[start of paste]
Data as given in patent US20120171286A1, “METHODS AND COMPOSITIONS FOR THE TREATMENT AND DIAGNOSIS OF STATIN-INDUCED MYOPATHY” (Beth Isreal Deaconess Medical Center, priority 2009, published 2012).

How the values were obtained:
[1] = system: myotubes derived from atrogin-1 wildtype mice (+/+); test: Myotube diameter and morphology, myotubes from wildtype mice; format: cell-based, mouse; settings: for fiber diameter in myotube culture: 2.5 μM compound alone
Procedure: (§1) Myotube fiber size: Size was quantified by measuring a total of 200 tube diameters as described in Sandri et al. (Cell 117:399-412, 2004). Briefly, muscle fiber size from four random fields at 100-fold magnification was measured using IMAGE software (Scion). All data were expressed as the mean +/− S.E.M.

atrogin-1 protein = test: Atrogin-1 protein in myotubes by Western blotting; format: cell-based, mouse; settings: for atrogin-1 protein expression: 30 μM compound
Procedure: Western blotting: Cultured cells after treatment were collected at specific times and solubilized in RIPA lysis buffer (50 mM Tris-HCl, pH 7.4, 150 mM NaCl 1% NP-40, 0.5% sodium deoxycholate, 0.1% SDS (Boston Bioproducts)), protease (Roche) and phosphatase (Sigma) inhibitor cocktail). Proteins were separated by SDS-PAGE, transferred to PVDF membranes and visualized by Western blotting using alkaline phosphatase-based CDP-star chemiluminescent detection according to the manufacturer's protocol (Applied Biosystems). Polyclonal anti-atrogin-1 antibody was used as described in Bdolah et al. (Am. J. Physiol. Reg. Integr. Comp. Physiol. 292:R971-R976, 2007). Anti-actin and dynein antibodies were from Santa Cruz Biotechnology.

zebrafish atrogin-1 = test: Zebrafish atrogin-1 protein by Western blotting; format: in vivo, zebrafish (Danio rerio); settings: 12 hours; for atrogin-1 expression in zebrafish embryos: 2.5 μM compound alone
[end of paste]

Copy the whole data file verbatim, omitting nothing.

Data as given in patent US20120171286A1, “METHODS AND COMPOSITIONS FOR THE TREATMENT AND DIAGNOSIS OF STATIN-INDUCED MYOPATHY” (Beth Isreal Deaconess Medical Center, priority 2009, published 2012).

How the values were obtained:
[1] = system: myotubes derived from atrogin-1 wildtype mice (+/+); test: Myotube diameter and morphology, myotubes from wildtype mice; format: cell-based, mouse; settings: for fiber diameter in myotube culture: 2.5 μM compound alone
Procedure: (§1) Myotube fiber size: Size was quantified by measuring a total of 200 tube diameters as described in Sandri et al. (Cell 117:399-412, 2004). Briefly, muscle fiber size from four random fields at 100-fold magnification was measured using IMAGE software (Scion). All data were expressed as the mean +/− S.E.M.

atrogin-1 protein = test: Atrogin-1 protein in myotubes by Western blotting; format: cell-based, mouse; settings: for atrogin-1 protein expression: 30 μM compound
Procedure: Western blotting: Cultured cells after treatment were collected at specific times and solubilized in RIPA lysis buffer (50 mM Tris-HCl, pH 7.4, 150 mM NaCl 1% NP-40, 0.5% sodium deoxycholate, 0.1% SDS (Boston Bioproducts)), protease (Roche) and phosphatase (Sigma) inhibitor cocktail). Proteins were separated by SDS-PAGE, transferred to PVDF membranes and visualized by Western blotting using alkaline phosphatase-based CDP-star chemiluminescent detection according to the manufacturer's protocol (Applied Biosystems). Polyclonal anti-atrogin-1 antibody was used as described in Bdolah et al. (Am. J. Physiol. Reg. Integr. Comp. Physiol. 292:R971-R976, 2007). Anti-actin and dynein antibodies were from Santa Cruz Biotechnology.

zebrafish atrogin-1 = test: Zebrafish atrogin-1 protein by Western blotting; format: in vivo, zebrafish (Danio rerio); settings: 12 hours; for atrogin-1 expression in zebrafish embryos: 2.5 μM compound alone